In the wake of an explosion in Moscow’s Domodedovo Airport yesterday that killed an estimated 35 people and injured 180 others, some Russian students and experts at Harvard recalled the ongoing violence that has plagued Russia.
Investigators believe a male suicide bomber triggered the explosion in the airport’s waiting area outside security, according to The New York Times.
There was no indication of who was behind the attack, but Russian President Dmitry A. Medvedev announced that there will be a full investigation into what he declared a terrorist act.
Previous attacks have been attributed to insurgency groups in the North Caucasus, a predominantly Muslim region of southern Russia, said Carol R. Saivetz, an associate at the Harvard Ukrainian Research Institute and a center associate at the Davis Center for Russian and Eurasian Studies.
“It’s a shock,” said Dunja Popovic, a center associate at the Davis Center, who said he learned of the attacks before teaching a class. “I couldn’t get it out from my head even when I was in the classroom because it’s so horrible and senseless.”
But Svetlana I. Dotsenko ’11, who lived in Russia before coming to Harvard, recalled a period of what she described as frequent attacks when she was in high school.
There were explosions on a monthly basis, she said. In 2004, she remembered, two Chechen suicide bombers triggered explosions aboard two separate planes leaving the Domodedovo Airport, killing around 90 people.
But Dotsenko said the frequency of attacks had decreased over the past five years.
“Everyone’s scared because it seems to be coming back in frequency,” Dotsenko said.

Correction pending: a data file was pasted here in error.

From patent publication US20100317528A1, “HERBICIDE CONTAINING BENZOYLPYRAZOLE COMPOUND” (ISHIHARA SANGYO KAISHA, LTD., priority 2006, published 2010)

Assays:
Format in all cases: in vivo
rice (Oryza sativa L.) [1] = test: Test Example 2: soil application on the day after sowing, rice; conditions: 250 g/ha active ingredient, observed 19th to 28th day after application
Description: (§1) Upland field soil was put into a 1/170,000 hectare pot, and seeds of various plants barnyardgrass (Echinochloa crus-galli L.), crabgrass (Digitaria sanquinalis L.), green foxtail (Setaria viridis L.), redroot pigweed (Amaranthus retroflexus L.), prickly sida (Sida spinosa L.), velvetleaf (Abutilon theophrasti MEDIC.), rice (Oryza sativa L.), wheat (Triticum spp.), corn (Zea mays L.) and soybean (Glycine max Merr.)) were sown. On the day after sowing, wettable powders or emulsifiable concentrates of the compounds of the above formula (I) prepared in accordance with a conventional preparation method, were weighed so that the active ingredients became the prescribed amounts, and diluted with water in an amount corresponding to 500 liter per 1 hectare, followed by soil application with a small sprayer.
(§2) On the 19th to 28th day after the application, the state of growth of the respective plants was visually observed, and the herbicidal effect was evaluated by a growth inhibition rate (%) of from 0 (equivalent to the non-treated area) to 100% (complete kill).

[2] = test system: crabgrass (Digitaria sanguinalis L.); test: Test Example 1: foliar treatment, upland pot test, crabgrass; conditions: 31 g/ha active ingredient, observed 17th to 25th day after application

“Now it’s a little better, but there’s no predictability,” Dotsenko added.
She said yesterday’s attack still came as a shock. “I was scared,” she said. “But I called my friends in Russia, and no one was surprised. Everyone’s like ‘Oh yeah, another bomb.’”
Flights were temporarily delayed from landing due to the incident, but the airport remained open, according to The New York Times.
“Immediately we’re all going to be asking if it’s going to result in further restriction in travel,” said Tad J. Oelstrom, an adjunct lecturer in public policy and director of the National Security Program at the Harvard Kennedy School, who said he believes the attacks are localized within Russia.
“There are no indications that this is an international terrorist act,” Oelstrom said.
While Medvedev demanded tighter security, Oelstrom said that officials must go beyond preventative measures.
“Every time we hear one of these, we need to step back and see how we would react,” he said.
“It’s deeper than preventive measures at the airport. It is understanding the people and their needs,” Oelstrom said.
—Staff writer Kerry M. Flynn can be reached at firstname.lastname@example.org.
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